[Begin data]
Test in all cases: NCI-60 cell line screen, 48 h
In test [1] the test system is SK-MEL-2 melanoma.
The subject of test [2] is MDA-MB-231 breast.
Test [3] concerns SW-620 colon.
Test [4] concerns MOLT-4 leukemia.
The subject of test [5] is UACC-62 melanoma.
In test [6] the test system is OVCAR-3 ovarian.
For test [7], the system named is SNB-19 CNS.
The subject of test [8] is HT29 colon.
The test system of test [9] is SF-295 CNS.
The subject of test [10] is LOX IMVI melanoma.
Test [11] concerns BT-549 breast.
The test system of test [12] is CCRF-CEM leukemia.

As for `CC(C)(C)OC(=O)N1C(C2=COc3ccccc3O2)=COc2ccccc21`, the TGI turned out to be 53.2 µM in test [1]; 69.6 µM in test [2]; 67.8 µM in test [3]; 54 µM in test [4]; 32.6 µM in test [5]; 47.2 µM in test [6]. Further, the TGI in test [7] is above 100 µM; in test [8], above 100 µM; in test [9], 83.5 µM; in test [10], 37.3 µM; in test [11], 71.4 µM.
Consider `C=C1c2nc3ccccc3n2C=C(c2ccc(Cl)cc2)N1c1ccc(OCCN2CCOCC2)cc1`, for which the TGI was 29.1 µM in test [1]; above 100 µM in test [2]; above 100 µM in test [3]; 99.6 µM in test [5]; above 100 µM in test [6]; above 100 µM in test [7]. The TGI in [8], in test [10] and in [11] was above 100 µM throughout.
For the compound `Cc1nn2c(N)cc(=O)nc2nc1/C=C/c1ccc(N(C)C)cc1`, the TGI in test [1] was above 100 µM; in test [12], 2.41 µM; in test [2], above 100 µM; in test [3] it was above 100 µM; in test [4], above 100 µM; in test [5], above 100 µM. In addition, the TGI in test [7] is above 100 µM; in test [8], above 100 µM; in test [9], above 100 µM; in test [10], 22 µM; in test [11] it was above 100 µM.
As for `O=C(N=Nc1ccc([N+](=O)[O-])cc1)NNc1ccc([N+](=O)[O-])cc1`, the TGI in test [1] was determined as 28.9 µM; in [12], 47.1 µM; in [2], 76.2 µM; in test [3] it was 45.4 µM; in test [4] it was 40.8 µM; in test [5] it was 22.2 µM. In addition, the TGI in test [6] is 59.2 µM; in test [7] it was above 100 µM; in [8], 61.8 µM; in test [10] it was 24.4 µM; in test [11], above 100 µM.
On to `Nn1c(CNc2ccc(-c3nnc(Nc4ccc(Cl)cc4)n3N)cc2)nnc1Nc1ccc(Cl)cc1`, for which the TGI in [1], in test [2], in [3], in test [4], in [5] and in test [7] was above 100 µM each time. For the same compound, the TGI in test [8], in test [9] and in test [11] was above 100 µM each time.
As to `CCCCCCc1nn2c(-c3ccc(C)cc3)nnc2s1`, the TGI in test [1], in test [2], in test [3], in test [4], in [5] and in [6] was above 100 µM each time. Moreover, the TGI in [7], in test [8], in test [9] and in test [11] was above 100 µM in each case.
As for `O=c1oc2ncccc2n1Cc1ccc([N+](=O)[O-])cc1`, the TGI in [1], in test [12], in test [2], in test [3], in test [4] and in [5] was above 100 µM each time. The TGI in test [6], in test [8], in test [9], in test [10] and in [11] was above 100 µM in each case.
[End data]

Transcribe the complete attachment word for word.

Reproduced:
Test in all cases: NCI-60 cell line screen, 48 h
In test [1] the test system is SK-MEL-2 melanoma.
The subject of test [2] is MDA-MB-231 breast.
Test [3] concerns SW-620 colon.
Test [4] concerns MOLT-4 leukemia.
The subject of test [5] is UACC-62 melanoma.
In test [6] the test system is OVCAR-3 ovarian.
For test [7], the system named is SNB-19 CNS.
The subject of test [8] is HT29 colon.
The test system of test [9] is SF-295 CNS.
The subject of test [10] is LOX IMVI melanoma.
Test [11] concerns BT-549 breast.
The test system of test [12] is CCRF-CEM leukemia.

As for `CC(C)(C)OC(=O)N1C(C2=COc3ccccc3O2)=COc2ccccc21`, the TGI turned out to be 53.2 µM in test [1]; 69.6 µM in test [2]; 67.8 µM in test [3]; 54 µM in test [4]; 32.6 µM in test [5]; 47.2 µM in test [6]. Further, the TGI in test [7] is above 100 µM; in test [8], above 100 µM; in test [9], 83.5 µM; in test [10], 37.3 µM; in test [11], 71.4 µM.
Consider `C=C1c2nc3ccccc3n2C=C(c2ccc(Cl)cc2)N1c1ccc(OCCN2CCOCC2)cc1`, for which the TGI was 29.1 µM in test [1]; above 100 µM in test [2]; above 100 µM in test [3]; 99.6 µM in test [5]; above 100 µM in test [6]; above 100 µM in test [7]. The TGI in [8], in test [10] and in [11] was above 100 µM throughout.
For the compound `Cc1nn2c(N)cc(=O)nc2nc1/C=C/c1ccc(N(C)C)cc1`, the TGI in test [1] was above 100 µM; in test [12], 2.41 µM; in test [2], above 100 µM; in test [3] it was above 100 µM; in test [4], above 100 µM; in test [5], above 100 µM. In addition, the TGI in test [7] is above 100 µM; in test [8], above 100 µM; in test [9], above 100 µM; in test [10], 22 µM; in test [11] it was above 100 µM.
As for `O=C(N=Nc1ccc([N+](=O)[O-])cc1)NNc1ccc([N+](=O)[O-])cc1`, the TGI in test [1] was determined as 28.9 µM; in [12], 47.1 µM; in [2], 76.2 µM; in test [3] it was 45.4 µM; in test [4] it was 40.8 µM; in test [5] it was 22.2 µM. In addition, the TGI in test [6] is 59.2 µM; in test [7] it was above 100 µM; in [8], 61.8 µM; in test [10] it was 24.4 µM; in test [11], above 100 µM.
On to `Nn1c(CNc2ccc(-c3nnc(Nc4ccc(Cl)cc4)n3N)cc2)nnc1Nc1ccc(Cl)cc1`, for which the TGI in [1], in test [2], in [3], in test [4], in [5] and in test [7] was above 100 µM each time. For the same compound, the TGI in test [8], in test [9] and in test [11] was above 100 µM each time.
As to `CCCCCCc1nn2c(-c3ccc(C)cc3)nnc2s1`, the TGI in test [1], in test [2], in test [3], in test [4], in [5] and in [6] was above 100 µM each time. Moreover, the TGI in [7], in test [8], in test [9] and in test [11] was above 100 µM in each case.
As for `O=c1oc2ncccc2n1Cc1ccc([N+](=O)[O-])cc1`, the TGI in [1], in test [12], in test [2], in test [3], in test [4] and in [5] was above 100 µM each time. The TGI in test [6], in test [8], in test [9], in test [10] and in [11] was above 100 µM in each case.